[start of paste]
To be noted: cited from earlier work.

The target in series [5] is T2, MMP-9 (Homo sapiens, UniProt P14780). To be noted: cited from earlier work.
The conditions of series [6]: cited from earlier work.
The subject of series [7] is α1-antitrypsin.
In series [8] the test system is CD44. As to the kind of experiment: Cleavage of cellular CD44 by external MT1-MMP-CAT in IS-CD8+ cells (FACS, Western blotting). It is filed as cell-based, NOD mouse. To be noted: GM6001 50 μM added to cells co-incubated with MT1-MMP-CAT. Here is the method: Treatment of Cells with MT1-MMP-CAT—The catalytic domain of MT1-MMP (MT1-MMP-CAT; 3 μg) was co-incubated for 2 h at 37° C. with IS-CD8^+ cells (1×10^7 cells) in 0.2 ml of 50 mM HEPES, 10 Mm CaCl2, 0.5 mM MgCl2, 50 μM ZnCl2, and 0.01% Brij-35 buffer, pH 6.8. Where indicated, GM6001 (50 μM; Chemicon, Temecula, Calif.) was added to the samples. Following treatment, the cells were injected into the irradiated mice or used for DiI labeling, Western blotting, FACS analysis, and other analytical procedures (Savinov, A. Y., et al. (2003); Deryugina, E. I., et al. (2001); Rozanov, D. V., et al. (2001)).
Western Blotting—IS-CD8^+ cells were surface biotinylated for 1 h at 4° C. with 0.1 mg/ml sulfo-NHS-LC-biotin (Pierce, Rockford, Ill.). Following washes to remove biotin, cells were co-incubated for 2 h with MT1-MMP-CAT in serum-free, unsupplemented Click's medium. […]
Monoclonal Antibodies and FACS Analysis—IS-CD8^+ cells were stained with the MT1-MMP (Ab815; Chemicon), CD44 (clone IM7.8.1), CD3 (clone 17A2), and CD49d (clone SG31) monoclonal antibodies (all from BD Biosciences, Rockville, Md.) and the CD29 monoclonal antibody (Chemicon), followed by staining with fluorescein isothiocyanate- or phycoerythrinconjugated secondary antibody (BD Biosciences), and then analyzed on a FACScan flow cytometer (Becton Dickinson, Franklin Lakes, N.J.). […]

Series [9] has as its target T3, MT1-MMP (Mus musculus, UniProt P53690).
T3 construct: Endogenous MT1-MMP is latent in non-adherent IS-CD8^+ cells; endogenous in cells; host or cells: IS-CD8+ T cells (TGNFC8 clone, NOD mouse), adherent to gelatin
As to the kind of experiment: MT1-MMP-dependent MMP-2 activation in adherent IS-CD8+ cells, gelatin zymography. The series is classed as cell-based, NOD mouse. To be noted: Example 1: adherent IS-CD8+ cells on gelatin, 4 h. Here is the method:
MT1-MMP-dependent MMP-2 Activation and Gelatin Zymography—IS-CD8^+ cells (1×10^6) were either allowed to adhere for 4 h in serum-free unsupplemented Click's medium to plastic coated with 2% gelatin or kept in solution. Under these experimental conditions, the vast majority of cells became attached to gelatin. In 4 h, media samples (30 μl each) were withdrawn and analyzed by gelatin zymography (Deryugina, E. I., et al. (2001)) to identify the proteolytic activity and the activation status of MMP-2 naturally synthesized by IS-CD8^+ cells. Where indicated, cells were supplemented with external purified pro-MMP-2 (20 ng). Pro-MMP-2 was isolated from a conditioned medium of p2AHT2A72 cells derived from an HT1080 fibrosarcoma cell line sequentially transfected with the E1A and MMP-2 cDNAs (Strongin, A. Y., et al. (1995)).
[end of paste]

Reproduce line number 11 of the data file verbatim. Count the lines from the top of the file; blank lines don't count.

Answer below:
MT1-MMP-dependent MMP-2 Activation and Gelatin Zymography—IS-CD8^+ cells (1×10^6) were either allowed to adhere for 4 h in serum-free unsupplemented Click's medium to plastic coated with 2% gelatin or kept in solution. Under these experimental conditions, the vast majority of cells became attached to gelatin. In 4 h, media samples (30 μl each) were withdrawn and analyzed by gelatin zymography (Deryugina, E. I., et al. (2001)) to identify the proteolytic activity and the activation status of MMP-2 naturally synthesized by IS-CD8^+ cells. Where indicated, cells were supplemented with external purified pro-MMP-2 (20 ng). Pro-MMP-2 was isolated from a conditioned medium of p2AHT2A72 cells derived from an HT1080 fibrosarcoma cell line sequentially transfected with the E1A and MMP-2 cDNAs (Strongin, A. Y., et al. (1995)).